July 27th is National Scotch Day. It’s a reason to pour yourself a dram (or glass, as we say in the U.S.) of your favorite amber libation.
We’ve got some Scotch-infused fudge for you, below. But first, a bit about the whisky itself.
While alcohol has been distilled since the eighth century, the first known written mention of Scotch whisky is in the 15th century.
The Exchequer Rolls of Scotland of 1494 note that Friar John Cor distilled Scotch whisky at Lindores Abbey.
While whisky became a palliative and an enjoyable spirit, inevitably, it became a new source of revenue for the government.
Whisky production was first taxed in Scotland in 1644, causing a rise in illicit whisky distilling. In 1782, more than 1,000 illegal stills were seized in the Highlands—a fraction of those in operation.
Originally made from water plus malted barley (as is beer), commercial distilleries began introducing whisky made from wheat and rye in the late 1700s.
Scotch is still made from these three grains; the different types of Scotch follow. Here’s more about the history of Scotch.
Scotch whisky is divided into five distinct categories:
At the end of the day, the best Scotch is the one that tastes best to you.
Modern Scotch must be aged for at least three years in oak barrels, in one of five areas in Scotland:
As of 2020, there were 134 Scotch whisky distilleries operating in Scotland.
Each region delivers different flavors and aromas, from light and fruity to rich and spicy to powerfully smoky (like the peaty Scotches of Islay, our personal favorite style).
In each region, several natural elements (the terroir, a French word pronounced tur-WAH) have an impact on the final flavors and aromas of the spirit.
These range from the minerals in the local water, to the composition of the peat that smokes the malted barley, to the general climate and the seasonal weather that affects aging in the barrelhouses, to the wood of the barrels themselves [source].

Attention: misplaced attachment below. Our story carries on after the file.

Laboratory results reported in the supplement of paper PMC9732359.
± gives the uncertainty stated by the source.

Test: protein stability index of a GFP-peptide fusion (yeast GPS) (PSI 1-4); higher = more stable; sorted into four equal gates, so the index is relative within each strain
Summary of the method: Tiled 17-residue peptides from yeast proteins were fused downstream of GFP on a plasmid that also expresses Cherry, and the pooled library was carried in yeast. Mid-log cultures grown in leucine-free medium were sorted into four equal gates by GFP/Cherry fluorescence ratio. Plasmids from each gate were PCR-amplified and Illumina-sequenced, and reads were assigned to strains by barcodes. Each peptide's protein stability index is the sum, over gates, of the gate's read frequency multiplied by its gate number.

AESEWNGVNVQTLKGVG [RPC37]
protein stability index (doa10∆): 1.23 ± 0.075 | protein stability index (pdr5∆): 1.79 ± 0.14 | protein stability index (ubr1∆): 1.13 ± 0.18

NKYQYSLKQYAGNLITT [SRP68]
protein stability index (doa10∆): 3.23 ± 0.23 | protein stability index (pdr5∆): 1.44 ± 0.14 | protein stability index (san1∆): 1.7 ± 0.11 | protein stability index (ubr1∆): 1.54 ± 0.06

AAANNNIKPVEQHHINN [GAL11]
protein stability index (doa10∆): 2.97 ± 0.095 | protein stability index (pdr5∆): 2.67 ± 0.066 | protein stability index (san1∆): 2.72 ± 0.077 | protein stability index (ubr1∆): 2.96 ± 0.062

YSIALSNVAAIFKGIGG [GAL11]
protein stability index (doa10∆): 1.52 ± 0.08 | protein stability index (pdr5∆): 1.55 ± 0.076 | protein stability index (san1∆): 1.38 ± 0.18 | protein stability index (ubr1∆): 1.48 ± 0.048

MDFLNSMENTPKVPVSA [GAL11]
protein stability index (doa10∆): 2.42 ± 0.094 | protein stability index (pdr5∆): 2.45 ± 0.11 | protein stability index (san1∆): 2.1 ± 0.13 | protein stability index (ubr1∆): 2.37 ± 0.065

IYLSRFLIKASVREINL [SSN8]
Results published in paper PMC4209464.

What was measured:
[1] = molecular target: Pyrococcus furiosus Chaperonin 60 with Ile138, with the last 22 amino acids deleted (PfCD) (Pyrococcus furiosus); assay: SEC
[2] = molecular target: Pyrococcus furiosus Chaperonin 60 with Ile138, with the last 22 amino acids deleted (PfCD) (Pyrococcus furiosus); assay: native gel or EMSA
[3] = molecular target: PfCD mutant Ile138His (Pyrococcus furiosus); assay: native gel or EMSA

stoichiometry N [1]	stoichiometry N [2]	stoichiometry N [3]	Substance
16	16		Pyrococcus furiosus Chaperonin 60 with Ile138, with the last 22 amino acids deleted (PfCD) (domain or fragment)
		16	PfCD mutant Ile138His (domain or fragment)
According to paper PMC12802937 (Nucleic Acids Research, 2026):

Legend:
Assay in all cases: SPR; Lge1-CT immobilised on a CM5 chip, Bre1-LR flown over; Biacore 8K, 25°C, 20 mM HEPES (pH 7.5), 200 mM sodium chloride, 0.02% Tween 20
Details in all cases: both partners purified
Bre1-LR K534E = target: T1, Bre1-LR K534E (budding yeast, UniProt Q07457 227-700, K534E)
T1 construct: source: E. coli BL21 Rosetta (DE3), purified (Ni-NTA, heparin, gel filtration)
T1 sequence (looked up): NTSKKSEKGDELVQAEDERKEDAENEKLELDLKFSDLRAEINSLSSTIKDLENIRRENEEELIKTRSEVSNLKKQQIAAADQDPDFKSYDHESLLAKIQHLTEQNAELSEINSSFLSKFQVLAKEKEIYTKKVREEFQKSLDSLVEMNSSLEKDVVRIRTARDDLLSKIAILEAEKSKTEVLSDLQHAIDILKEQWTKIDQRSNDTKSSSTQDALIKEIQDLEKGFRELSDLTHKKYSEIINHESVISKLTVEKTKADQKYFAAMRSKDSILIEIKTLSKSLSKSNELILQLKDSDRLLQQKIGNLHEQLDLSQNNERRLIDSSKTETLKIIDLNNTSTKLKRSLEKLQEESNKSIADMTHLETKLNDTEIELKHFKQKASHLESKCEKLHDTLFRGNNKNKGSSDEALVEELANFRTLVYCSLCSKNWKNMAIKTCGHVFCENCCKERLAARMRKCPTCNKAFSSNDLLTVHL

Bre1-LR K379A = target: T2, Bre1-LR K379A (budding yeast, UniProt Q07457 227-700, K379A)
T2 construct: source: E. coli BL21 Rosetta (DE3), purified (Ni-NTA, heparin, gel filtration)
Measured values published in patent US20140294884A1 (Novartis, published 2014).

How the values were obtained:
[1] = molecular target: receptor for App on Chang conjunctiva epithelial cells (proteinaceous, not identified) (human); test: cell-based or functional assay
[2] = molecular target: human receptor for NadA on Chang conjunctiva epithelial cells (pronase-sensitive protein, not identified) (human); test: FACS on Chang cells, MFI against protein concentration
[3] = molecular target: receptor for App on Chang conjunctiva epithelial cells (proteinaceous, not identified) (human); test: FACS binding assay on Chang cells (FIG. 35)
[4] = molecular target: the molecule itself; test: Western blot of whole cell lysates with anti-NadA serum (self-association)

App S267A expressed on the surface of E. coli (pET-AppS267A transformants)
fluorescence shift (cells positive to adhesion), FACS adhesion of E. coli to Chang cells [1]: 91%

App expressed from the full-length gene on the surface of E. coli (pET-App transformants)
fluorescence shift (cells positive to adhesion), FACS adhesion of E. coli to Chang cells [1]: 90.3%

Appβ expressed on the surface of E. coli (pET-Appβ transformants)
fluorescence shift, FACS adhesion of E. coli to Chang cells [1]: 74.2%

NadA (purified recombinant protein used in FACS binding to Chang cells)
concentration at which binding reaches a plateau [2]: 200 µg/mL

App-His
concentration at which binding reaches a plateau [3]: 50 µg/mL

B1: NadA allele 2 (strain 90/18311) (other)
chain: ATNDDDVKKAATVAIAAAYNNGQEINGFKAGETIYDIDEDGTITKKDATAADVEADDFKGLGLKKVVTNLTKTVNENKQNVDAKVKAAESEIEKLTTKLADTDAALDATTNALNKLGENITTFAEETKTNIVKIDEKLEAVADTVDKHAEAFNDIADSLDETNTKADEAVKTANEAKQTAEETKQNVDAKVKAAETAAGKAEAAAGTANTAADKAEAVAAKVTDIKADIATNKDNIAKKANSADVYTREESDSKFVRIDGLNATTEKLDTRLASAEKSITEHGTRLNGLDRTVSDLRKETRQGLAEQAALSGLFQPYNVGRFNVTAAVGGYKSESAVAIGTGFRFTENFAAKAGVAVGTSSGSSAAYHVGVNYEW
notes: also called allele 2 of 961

In Scotland, you’ll be served a dram of Scotch. What’s a dram?
It depends on who’s pouring, but it refers to a single serving of whisky.
There is no official definition of a dram in Scotland. You can have a wee dram—just a taste—or a hearty dram.
The U.S., however, does have a precise definition in the United States Customary System, the set of rules that defines the length, size, and volume of units like foot, acre, and cubic inch.
In the U.S., a dram refers to one-eight of a fluid ounce, less than a teaspoon. That’s hardly enough for the mouse immortalized in a poem by Scotland’s national poet, Robert Burns (1759 – 1796).
Now, you can enjoy that dram of Scotch with a piece of Scotch-infused fudge. Scotch with chocolate is a good pairing, so why not a good piece of fudge?
The Mill Fudge Factory in Bristol, New Hampshire makes a Scotch-infused fudge that has many fans.
With a uniquely complex flavor far beyond taste of sweet fudge, there’s the sweet taste of malted barley, followed by the warm and spicy experience of a good Scotch.
The silky, melt-in-your-mouth fudge has just the right blend of sweetness with the subtle flavor of whiskey, and is the favorite flavor of many customers.
Order a box for yourself or for a Scotch-and-sweets lover. It’s on our holiday gift list.
You can also find limited-edition chocolates with whiskey-infused ganache from two of our favorite chocolatiers, Burdick and Delysia.
Whisky is the Scottish spelling of whiskey, the earlier, Irish spelling.
The alternative spelling was chosen to differentiate the national product from Irish whiskey, the production of which preceded Scotch whisky.
The “whisky” spelling is used in Canada, Japan and Wales, as well as Scotland.
In the United States, a 1968 directive from the Bureau of Alcohol, Tobacco and Firearms specifies “whisky” as the official U.S. spelling. However, it allows the alternative spelling, “whiskey.”
Most U.S. producers prefer to include the “e,” as do we. Without it, it looks like something is missing.
And another reason to keep the “e”: the production of Irish whiskey predates that of Scotch whisky.
Check out this brief history of whiskey.
Ironically, distillation was discovered in the 8th century in Persia—a country that has not permitted the sale and consumption of spirits since the 1979 Islamic revolution.
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